News flash #1: The second book in the Thea Campbell Mystery Series, Levels Of Deception is being readied for publication! Expect to see the cover art soon, some tantalizing bits of story, and when in February (yes, next month!) you can expect to see it hit the virtual shelves!!
News flash #2: The Blog Tour de Force! Don't miss it!! It's fun, easy AND you could win stuff!! A FREE KINDLE with 12 FREE BOOKS! Gift baskets from the twelve participating authors (including me!)! Here's the link to the Blog Tour de Force - Get Loaded! The tour begins on January 17, so mark your calendar!
Now, on to our regular feature.
In today's sample from Death By A Dark Horse, Thea explains the latest bit of drama to her Aunt Vi and Uncle Henry, only to have the conversation take an unexpected turn!
Resting the ice pack against my jaw, I gave a brief sketch of Paul's rescue to an attentive audience. Aunt Vi tipped her head. Her eyes and mouth formed little "Os." Of course I left out the emotional stuff and the Paul-thing after Greg decamped, although I gave Paul credit for his suggestions. Neither did I mention my encounters with Randy. That couldn't be important. No point in adding needless worry.
"Have you called your parents yet?" my aunt asked.
"Please don't tell Mother and Dad. I swear I'll tell them after the police solve this. There's nothing they can do. They'll only worry. Please?"
"They're your parents, love, they have a right to know what's going on."
"I know, but since I'm not involved anymore wouldn't it be better if we tell them after the sheriff solves this? Then they won't worry over nothing. Please, Aunt Vi?" I turned an imploring gaze on Uncle Henry. "Please? It's not like you're not right here."
He ran a hand over his face then studied me for a long moment.
"All right." He flicked a quick glance at Aunt Vi, who shook her head and turned her attention to preparing the tea. "On the condition that, should anything change and you become involved again, they'll be called immediately."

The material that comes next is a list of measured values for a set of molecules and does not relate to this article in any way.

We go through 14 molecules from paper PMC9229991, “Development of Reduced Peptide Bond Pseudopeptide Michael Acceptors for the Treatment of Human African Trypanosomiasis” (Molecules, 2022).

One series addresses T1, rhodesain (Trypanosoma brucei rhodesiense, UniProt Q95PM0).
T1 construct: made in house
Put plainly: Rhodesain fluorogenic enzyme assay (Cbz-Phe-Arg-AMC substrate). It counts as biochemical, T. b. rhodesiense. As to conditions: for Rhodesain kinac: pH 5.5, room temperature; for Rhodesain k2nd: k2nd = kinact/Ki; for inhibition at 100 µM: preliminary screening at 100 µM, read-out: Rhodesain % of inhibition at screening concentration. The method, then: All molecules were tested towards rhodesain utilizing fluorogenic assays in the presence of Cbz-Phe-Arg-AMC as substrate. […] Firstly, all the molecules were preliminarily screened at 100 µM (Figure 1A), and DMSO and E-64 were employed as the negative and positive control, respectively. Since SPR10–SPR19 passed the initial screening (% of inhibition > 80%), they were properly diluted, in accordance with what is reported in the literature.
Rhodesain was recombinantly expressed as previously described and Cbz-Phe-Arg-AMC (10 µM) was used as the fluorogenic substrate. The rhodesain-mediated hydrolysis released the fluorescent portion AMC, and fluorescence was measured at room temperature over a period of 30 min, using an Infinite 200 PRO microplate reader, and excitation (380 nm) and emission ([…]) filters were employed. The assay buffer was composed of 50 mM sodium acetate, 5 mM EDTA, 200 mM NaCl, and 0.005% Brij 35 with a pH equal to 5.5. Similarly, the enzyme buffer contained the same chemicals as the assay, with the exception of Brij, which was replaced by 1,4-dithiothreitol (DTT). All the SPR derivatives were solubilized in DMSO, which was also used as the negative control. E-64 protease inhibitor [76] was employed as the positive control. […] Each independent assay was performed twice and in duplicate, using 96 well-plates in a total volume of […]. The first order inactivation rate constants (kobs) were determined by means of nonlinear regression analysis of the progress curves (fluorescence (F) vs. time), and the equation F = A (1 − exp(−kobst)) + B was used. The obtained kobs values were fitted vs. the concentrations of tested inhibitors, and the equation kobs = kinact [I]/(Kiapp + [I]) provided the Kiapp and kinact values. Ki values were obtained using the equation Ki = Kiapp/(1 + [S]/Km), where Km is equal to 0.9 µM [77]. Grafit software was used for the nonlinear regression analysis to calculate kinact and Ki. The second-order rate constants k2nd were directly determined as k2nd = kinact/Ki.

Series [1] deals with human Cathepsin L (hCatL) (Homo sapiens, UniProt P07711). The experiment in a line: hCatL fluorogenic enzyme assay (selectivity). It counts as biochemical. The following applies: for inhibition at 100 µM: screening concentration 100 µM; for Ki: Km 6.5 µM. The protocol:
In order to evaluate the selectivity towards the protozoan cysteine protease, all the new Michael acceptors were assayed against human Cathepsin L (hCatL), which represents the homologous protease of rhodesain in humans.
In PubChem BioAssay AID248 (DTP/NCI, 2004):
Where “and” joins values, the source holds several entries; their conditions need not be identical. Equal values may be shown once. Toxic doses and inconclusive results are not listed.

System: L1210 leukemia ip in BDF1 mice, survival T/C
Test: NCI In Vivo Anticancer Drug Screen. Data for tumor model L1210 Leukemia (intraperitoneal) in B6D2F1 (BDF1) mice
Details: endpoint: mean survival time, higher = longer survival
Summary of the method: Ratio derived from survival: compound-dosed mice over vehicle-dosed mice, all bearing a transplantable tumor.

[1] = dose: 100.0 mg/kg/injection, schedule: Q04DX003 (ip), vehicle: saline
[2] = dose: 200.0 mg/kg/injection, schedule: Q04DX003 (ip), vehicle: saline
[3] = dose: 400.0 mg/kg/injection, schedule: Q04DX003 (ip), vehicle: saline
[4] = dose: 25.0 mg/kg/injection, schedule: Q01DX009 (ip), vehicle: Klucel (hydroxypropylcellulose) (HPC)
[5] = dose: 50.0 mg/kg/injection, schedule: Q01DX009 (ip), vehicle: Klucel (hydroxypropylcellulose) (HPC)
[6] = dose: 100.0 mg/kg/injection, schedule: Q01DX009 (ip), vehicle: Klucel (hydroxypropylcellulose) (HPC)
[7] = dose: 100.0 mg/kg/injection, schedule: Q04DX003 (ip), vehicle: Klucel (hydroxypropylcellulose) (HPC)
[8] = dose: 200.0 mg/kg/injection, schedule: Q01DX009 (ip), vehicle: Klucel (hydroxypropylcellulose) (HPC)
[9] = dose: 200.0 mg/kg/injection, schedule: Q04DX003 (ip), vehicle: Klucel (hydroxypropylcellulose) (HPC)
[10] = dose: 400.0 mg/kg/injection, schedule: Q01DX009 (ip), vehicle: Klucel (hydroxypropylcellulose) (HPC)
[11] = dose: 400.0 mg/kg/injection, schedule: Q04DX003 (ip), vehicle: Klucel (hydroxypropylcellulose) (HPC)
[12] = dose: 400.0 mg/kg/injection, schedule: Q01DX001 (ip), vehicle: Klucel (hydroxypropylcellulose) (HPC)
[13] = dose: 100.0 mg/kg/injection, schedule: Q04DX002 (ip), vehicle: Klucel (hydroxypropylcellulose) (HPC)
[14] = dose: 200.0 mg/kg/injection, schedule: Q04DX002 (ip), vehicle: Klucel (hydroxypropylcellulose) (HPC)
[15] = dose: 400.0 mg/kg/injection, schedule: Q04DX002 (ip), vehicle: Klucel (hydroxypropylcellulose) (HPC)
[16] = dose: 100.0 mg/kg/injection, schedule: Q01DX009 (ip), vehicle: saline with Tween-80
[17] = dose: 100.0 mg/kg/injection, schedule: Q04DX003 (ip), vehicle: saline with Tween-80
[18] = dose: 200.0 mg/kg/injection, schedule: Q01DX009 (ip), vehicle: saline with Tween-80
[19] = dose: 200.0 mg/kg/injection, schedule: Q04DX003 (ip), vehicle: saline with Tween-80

He meant if I were arrested. Good thing I'd left out how close I was to that. I slouched in my chair.
"Thanks. I promise."
Aunt Vi only harrumphed and intently arranged the porcelain tea pot and cups on the table. It was the Spode set with the red rosebuds I bought for her when Jonathan and I flew to Victoria for a weekend last January. If it hadn't been for the shopping and sightseeing, the trip would have been a colossal waste of time.
"It was Blackie's doing, you know," Aunt Vi said pouring the first cup. She handed it to me.
"What was Blackie's doing?" I asked. Talk about a non sequitur.
"At the end of the day, you'll see. He knew." She fixed a cup of tea with milk and handed it to Uncle Henry.
"Blackie knew?" Uncle Henry asked.
"Yes." She passed him the sugar bowl and stirred her tea.
My uncle and I looked at each other. He shrugged minutely. We'd obviously switched subjects, but I wasn't sure what the new subject was. "What did he know?"
Aunt Vi took a deep breath and pursed her lips on the long, slow exhale. Oh. I knew where this was headed but went for the wide-eyed sincere look, anyway.
"He knew you were in trouble, of course. He tried to tell us."
I knew it. She was creating a psychic connection out of a coincidence. I shifted around in my chair.
"You know how close you two are," she said. "Why, he always knows when you're on your way. I've seen him out there in the field stop all at once and gaze into the distance." She did a little impression of Blackie -- freezing as if on point, looking intently in the direction of my house, jaw slack. I had to smile. "See? Just like that. Then he whinnies and goes back to eating. Not five minutes later here you come rolling up the drive. I'm telling you, he knew you needed help today, Thea."
"Don't be ridiculous," I said, taking a swallow of tea. "The next thing you'll be telling me is Blackie can read your Tarot cards."